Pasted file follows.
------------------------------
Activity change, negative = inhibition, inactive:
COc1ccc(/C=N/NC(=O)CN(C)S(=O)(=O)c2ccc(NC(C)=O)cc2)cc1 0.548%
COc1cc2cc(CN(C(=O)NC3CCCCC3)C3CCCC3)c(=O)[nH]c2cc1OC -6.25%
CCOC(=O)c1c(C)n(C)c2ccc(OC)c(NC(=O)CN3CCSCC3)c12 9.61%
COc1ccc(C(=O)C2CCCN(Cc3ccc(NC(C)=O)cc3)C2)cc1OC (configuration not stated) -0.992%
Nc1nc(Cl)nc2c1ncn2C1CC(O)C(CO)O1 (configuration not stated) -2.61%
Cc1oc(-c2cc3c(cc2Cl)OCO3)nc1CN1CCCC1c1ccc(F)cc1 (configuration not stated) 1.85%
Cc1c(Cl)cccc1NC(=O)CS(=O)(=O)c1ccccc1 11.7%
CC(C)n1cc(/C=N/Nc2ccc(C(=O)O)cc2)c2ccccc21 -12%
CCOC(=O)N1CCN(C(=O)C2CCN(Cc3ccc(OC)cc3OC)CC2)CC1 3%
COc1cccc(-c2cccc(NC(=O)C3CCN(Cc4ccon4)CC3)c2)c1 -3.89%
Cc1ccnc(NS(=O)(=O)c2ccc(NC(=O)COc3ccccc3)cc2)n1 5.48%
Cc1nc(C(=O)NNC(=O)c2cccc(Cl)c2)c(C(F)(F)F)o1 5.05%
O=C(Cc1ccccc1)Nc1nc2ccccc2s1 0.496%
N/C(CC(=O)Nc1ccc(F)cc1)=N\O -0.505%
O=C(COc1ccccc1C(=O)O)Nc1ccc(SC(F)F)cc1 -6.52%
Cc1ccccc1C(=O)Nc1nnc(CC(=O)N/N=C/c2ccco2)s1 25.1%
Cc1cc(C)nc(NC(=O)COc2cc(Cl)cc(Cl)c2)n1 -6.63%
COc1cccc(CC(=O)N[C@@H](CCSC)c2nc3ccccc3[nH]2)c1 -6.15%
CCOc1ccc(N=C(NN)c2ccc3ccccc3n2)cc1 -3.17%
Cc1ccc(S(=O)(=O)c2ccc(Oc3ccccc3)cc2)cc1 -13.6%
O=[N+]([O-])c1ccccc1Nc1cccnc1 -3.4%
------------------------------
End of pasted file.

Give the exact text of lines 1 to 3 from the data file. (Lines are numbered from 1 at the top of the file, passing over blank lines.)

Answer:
Activity change, negative = inhibition, inactive:
COc1ccc(/C=N/NC(=O)CN(C)S(=O)(=O)c2ccc(NC(C)=O)cc2)cc1 0.548%
COc1cc2cc(CN(C(=O)NC3CCCCC3)C3CCCC3)c(=O)[nH]c2cc1OC -6.25%